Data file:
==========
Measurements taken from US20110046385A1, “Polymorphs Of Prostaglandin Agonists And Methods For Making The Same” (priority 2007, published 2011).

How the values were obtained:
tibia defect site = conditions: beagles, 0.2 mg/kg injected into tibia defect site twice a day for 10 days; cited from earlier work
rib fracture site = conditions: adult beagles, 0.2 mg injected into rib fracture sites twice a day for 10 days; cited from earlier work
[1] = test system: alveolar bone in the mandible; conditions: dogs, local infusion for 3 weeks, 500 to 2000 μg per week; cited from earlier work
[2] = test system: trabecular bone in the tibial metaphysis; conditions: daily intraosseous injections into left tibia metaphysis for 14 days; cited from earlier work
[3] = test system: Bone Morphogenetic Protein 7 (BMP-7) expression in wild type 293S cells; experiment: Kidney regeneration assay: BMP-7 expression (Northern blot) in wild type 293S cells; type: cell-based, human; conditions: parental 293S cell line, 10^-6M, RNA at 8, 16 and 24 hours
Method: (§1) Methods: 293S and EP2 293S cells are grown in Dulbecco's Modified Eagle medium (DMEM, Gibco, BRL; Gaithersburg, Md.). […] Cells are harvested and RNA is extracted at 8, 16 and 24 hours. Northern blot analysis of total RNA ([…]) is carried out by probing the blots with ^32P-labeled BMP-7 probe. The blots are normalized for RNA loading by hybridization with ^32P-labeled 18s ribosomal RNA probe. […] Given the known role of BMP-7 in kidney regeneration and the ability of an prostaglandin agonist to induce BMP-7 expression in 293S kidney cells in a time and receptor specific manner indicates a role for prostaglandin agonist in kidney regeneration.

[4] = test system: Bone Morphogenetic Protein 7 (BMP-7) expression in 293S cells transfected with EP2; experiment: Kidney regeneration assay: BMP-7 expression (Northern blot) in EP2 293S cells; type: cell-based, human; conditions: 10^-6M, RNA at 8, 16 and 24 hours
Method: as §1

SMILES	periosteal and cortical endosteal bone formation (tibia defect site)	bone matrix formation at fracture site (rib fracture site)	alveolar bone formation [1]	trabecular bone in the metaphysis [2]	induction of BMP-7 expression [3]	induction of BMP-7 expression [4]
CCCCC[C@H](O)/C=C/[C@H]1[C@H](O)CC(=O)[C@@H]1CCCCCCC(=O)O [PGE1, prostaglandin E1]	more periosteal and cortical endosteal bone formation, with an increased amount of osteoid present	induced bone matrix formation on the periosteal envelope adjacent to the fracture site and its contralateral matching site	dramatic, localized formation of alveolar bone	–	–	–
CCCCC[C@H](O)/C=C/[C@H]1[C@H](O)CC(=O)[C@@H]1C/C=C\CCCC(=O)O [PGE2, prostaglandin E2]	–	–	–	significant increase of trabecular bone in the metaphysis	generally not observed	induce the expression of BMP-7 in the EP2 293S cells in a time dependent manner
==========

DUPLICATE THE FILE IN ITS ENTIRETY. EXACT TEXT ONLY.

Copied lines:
Measurements taken from US20110046385A1, “Polymorphs Of Prostaglandin Agonists And Methods For Making The Same” (priority 2007, published 2011).

How the values were obtained:
tibia defect site = conditions: beagles, 0.2 mg/kg injected into tibia defect site twice a day for 10 days; cited from earlier work
rib fracture site = conditions: adult beagles, 0.2 mg injected into rib fracture sites twice a day for 10 days; cited from earlier work
[1] = test system: alveolar bone in the mandible; conditions: dogs, local infusion for 3 weeks, 500 to 2000 μg per week; cited from earlier work
[2] = test system: trabecular bone in the tibial metaphysis; conditions: daily intraosseous injections into left tibia metaphysis for 14 days; cited from earlier work
[3] = test system: Bone Morphogenetic Protein 7 (BMP-7) expression in wild type 293S cells; experiment: Kidney regeneration assay: BMP-7 expression (Northern blot) in wild type 293S cells; type: cell-based, human; conditions: parental 293S cell line, 10^-6M, RNA at 8, 16 and 24 hours
Method: (§1) Methods: 293S and EP2 293S cells are grown in Dulbecco's Modified Eagle medium (DMEM, Gibco, BRL; Gaithersburg, Md.). […] Cells are harvested and RNA is extracted at 8, 16 and 24 hours. Northern blot analysis of total RNA ([…]) is carried out by probing the blots with ^32P-labeled BMP-7 probe. The blots are normalized for RNA loading by hybridization with ^32P-labeled 18s ribosomal RNA probe. […] Given the known role of BMP-7 in kidney regeneration and the ability of an prostaglandin agonist to induce BMP-7 expression in 293S kidney cells in a time and receptor specific manner indicates a role for prostaglandin agonist in kidney regeneration.

[4] = test system: Bone Morphogenetic Protein 7 (BMP-7) expression in 293S cells transfected with EP2; experiment: Kidney regeneration assay: BMP-7 expression (Northern blot) in EP2 293S cells; type: cell-based, human; conditions: 10^-6M, RNA at 8, 16 and 24 hours
Method: as §1

SMILES	periosteal and cortical endosteal bone formation (tibia defect site)	bone matrix formation at fracture site (rib fracture site)	alveolar bone formation [1]	trabecular bone in the metaphysis [2]	induction of BMP-7 expression [3]	induction of BMP-7 expression [4]
CCCCC[C@H](O)/C=C/[C@H]1[C@H](O)CC(=O)[C@@H]1CCCCCCC(=O)O [PGE1, prostaglandin E1]	more periosteal and cortical endosteal bone formation, with an increased amount of osteoid present	induced bone matrix formation on the periosteal envelope adjacent to the fracture site and its contralateral matching site	dramatic, localized formation of alveolar bone	–	–	–
CCCCC[C@H](O)/C=C/[C@H]1[C@H](O)CC(=O)[C@@H]1C/C=C\CCCC(=O)O [PGE2, prostaglandin E2]	–	–	–	significant increase of trabecular bone in the metaphysis	generally not observed	induce the expression of BMP-7 in the EP2 293S cells in a time dependent manner